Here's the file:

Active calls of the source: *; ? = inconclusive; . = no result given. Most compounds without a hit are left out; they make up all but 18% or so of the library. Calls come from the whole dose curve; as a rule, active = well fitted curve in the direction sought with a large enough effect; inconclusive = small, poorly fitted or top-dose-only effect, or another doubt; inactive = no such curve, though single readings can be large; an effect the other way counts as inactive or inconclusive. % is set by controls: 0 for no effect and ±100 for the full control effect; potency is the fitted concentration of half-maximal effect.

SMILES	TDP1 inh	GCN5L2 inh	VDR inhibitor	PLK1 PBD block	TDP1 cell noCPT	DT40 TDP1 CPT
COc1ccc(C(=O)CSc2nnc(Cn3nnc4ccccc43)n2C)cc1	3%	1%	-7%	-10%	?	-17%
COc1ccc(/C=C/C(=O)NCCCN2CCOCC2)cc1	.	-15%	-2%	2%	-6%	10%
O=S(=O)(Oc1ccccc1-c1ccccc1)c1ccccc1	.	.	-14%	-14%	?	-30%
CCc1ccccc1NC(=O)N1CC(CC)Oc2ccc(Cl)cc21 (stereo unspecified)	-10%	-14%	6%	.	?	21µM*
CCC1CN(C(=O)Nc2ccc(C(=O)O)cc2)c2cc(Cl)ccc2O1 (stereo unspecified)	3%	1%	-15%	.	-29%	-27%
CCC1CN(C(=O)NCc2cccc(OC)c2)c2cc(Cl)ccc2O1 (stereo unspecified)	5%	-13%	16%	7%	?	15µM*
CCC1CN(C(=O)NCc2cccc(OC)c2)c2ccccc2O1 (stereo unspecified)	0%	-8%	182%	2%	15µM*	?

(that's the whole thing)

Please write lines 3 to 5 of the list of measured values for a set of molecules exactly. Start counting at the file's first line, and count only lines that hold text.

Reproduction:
COc1ccc(C(=O)CSc2nnc(Cn3nnc4ccccc43)n2C)cc1	3%	1%	-7%	-10%	?	-17%
COc1ccc(/C=C/C(=O)NCCCN2CCOCC2)cc1	.	-15%	-2%	2%	-6%	10%
O=S(=O)(Oc1ccccc1-c1ccccc1)c1ccccc1	.	.	-14%	-14%	?	-30%